Making a Kulich for Orthodox Easter

Discussion in 'Bread' started by Teeth Brusher, Apr 4, 2018.

  1. Teeth Brusher

    Teeth Brusher Well-Known Member

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    Hi everyone! I’m going to try a kulich for Easter. I’ve never even tried this bread much less baked it before! In looking at recipes, I see there is A LOT of rising going on. Like 2-3 rising steps. Is it possible to let a bread rise overnight and get it ready to bake in the morning? If so, how does someone go about doing this?

    If anyone is interested, I think I’ll be trying this recipe:

    https://natashaskitchen.com/2013/03/23/paska-easter-bread-recipe-kulich/

    Thank you,
     
    Teeth Brusher, Apr 4, 2018
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  2. Teeth Brusher

    Sharzi Well-Known Member

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    Looks really good. How did it turn out?
     
    Sharzi, Apr 4, 2018
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  3. Teeth Brusher

    Teeth Brusher Well-Known Member

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    I haven’t tried it yet! I’m assembling the ingredients now! I’ll let y’all know how it comes out after the battle. I’m nervous! I’ve never made bread before much less a kulich. :O
     
    Teeth Brusher, Apr 5, 2018
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  4. Teeth Brusher

    Becky Administrator

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    Mmmm that does look delicious :D

    I'm a total recipe follower - if I haven't made something before I would usually follow the recipe to the letter the first time. Once I'm familiar with making something then I'm more happy to make changes.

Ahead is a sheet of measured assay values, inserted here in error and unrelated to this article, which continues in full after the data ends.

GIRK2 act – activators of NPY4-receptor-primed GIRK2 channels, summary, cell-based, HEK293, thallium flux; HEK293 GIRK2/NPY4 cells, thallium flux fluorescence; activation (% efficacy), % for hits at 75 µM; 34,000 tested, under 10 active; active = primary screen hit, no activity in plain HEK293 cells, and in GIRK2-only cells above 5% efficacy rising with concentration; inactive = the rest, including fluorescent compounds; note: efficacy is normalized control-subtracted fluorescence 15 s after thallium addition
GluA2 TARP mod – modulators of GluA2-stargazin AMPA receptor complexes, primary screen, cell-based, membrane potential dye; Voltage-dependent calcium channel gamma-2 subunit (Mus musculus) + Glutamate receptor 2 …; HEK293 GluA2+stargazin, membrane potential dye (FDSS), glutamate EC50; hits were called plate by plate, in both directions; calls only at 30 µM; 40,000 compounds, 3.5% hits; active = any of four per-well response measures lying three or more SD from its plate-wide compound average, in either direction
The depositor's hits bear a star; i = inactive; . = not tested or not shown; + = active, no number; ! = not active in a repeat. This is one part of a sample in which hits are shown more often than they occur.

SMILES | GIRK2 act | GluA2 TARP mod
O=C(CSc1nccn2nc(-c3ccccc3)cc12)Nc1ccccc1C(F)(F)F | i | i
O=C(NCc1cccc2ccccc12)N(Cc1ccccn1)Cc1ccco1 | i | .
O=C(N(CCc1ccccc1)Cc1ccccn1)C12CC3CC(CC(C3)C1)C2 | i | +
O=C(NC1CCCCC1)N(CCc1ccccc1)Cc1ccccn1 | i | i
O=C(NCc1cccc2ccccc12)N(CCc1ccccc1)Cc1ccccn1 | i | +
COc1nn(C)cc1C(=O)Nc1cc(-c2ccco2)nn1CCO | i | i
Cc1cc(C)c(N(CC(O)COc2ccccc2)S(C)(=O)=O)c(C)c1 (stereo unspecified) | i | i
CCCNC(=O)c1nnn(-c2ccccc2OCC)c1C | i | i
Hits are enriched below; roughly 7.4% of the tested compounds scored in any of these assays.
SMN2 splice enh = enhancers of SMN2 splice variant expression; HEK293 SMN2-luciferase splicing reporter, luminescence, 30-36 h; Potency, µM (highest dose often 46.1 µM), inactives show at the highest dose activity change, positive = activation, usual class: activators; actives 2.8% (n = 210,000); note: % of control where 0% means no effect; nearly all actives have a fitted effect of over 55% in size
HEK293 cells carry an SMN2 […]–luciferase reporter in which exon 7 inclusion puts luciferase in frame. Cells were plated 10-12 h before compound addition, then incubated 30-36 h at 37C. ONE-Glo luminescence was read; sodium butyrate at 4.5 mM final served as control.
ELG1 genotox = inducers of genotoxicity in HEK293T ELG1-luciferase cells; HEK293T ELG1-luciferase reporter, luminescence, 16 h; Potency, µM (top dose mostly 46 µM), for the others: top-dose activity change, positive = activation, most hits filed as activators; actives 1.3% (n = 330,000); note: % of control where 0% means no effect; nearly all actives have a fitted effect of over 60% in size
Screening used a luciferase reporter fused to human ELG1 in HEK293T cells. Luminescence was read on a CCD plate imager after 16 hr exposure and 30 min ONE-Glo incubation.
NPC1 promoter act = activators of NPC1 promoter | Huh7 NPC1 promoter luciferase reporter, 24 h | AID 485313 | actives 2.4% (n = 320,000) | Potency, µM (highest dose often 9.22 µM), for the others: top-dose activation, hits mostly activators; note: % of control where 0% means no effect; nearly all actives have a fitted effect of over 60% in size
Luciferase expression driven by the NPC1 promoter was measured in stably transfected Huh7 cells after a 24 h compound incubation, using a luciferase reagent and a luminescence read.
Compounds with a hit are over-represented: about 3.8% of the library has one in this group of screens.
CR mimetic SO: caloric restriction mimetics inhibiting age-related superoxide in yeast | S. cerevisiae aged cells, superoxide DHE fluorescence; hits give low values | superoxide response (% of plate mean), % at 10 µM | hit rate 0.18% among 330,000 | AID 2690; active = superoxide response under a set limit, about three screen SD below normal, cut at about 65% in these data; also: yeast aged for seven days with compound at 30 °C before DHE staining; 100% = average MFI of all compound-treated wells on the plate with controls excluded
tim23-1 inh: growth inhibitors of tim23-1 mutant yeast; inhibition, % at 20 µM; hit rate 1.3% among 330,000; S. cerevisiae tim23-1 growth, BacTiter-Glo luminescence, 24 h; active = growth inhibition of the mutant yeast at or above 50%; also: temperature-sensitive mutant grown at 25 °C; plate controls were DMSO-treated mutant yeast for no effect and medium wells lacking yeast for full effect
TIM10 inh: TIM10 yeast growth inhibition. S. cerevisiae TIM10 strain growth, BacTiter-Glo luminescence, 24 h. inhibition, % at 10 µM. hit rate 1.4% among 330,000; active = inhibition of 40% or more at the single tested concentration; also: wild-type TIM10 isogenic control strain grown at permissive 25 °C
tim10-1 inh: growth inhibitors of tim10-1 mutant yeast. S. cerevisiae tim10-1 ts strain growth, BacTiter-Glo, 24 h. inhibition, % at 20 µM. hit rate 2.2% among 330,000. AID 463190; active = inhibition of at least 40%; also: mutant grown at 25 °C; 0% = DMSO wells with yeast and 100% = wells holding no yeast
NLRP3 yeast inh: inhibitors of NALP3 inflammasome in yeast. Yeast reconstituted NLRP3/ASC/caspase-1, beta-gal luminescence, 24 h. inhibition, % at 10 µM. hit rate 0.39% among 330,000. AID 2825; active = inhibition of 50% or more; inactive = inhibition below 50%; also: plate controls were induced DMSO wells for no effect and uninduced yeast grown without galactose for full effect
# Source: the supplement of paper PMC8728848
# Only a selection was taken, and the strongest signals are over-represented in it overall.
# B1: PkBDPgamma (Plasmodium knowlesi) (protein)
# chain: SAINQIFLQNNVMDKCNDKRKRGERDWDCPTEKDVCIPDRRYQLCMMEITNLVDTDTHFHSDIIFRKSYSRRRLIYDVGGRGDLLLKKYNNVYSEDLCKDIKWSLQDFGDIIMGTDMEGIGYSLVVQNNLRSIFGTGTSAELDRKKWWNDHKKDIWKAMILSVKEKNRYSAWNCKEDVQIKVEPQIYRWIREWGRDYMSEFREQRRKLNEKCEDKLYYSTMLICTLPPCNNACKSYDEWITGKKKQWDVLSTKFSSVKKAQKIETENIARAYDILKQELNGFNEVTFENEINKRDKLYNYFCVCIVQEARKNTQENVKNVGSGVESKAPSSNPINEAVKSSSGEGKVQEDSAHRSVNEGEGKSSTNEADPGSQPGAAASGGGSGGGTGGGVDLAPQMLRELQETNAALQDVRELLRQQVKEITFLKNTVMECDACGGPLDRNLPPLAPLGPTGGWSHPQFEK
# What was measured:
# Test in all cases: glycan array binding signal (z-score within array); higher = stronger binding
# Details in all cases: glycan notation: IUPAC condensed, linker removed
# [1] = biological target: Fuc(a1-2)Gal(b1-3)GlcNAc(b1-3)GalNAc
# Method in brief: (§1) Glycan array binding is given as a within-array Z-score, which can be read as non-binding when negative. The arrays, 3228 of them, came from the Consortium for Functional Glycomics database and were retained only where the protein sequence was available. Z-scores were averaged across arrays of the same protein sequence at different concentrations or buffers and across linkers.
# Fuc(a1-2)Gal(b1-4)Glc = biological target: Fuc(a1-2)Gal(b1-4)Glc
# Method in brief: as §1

If all the recipes you look at for Kulich specify the multiple rises then I'd stick to that ;)
     
    Becky, Apr 5, 2018
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  5. Teeth Brusher

    Teeth Brusher Well-Known Member

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    Becky, I think you’re totally right. I have such little experience in this arena of baking, I really shouldn’t deviate from the recipe.

    I do have one question, maybe you can provide some insight? The recipe calls for mixing dry active yeast directly with a whole mess of ingredients in the first step. Does this seem weird to you? I thought yeast was supposed to be proofed with a warm liquid and sometimes sugar separately. I’m making sure the eggs, sour cream, etc will come to room temperature, but this step seems odd to me? Can yeast “proof” in these conditions (being mixed directly with eggs, flour, butter, milk, etc)? Thank you!
     
    Teeth Brusher, Apr 5, 2018
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  6. Teeth Brusher

    Becky Administrator

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    It looks like the recipe calls for a pre-ferment - in this case a poolish. It has a high liquid and sugar content, which should be more than enough to get the yeast going. To be honest I thought poolish was usually just flour, water, and yeast (sometimes just flour and water) so I don't know too much about enriched ones, but the recipe seems to rate well so it must be fine.

    I'm intrigued by this bread! I hope it goes well for you, and I look forward to hearing how you get on :)
     
    Becky, Apr 5, 2018
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  7. Teeth Brusher

    Teeth Brusher Well-Known Member